Refusal of Frederick DUI Testing
Sobriety test scores are very important for DUIs. An alcohol-related test can be done by a breathalyzer or by a blood sample. A person can refuse these tests, but they should understand that refusing sobriety tests can come with consequences. To learn more, contact a skilled Frederick DUI lawyer today.
Impact on a Driver’s License
A refusal of Frederick DUI tests renders the same consequences in Maryland which is a suspension of a person’s privilege to drive. This can be modified by way of requesting a hearing or participating in the ignition interlock program.
Implied consent means that a person has consented to participate in sobriety testing by a police officer if the officer has reasonable grounds to conduct that test. If they refuse to participate in that then they suffer consequences automatically. It does not matter whether they were under the influence or were not under the influence of something at the time. The simple fact that they refused is a violation of the implied consent law, which then yields penalties as appropriate from the Motor Vehicle Administration.
Implied consent laws would be applied across the board but often times, for example in a refusal case, a person’s ability to participate in a particular alcohol concentration test might be due to things other than their simple will or desire to refuse the test. A refusal of Frederick DUI testing might be exercised by a person because of a medical necessity—for example, they have a lung issue, which keeps them from being able to blow into a device. They might have refused the breathalyzer test because they simply could not, medically speaking, take that test.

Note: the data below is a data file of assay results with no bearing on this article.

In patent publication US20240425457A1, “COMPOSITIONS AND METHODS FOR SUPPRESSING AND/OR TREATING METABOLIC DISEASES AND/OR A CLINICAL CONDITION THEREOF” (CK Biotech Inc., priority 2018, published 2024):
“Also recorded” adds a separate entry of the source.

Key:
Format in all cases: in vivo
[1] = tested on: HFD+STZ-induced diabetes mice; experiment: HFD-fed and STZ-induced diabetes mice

Other times where a refusal might be something that is marked but is not necessarily actually a refusal per se might be in a scenario where a person tried several times to take a breathalyzer test but was giving insufficient samples. Even though they were not being evasive, the result that kept coming up was insufficient, meaning that the officer marked the matter as a refusal but it was a refusal by construction as opposed to a refusal by willfulness or desire. In those cases, the implied consent law can be challenged in terms of penalties that were seeking to be imposed by the Motor Vehicle Administration for refusal of a particular test.
First Time Refusal
If a person refuses a Frederick DUI test, then the Motor Vehicle Administration can seek a suspension of their privilege to drive for nine months for the first time and that would mean that the person would not be permitted to drive.
Refusing Multiple Times
The second or third time a person refuses to take a Frederick DUI test, they would face lengthier suspensions of their privilege to drive and, in some cases, beyond three or four times could be a revocation of somebody’s privilege to drive altogether.
Enrolling in Alcohol Education Course
A person would probably need to enroll in an alcohol or DUI course regardless of whether they refused or did not refuse based on the advice of their attorney, but that would not be something that the Motor Vehicle Administration would order. That would be something that would be ordered in criminal proceedings by the court.
Reasons for Refusing Breath Test
Medical issues are very common and justifiable reasons for refusing a chemical breath test. Other reasons might be language issues. For example, somebody not understanding the instructions, their rights before they take a breathalyzer test, or the right to not be explained to them properly are all proper arguments that a refusal of breathalyzer test was not a violation of the implied consent law.
Reasons for Refusing Blood Test
Refusing a blood test could be justified by a person’s medical necessity for refusing the blood test, not being properly advised of their rights, or not getting a full understanding of their rights when they are offered the opportunity to take a blood test. These are arguments as to the implied consent law and why it should not necessarily be applied to a refusal under the circumstances.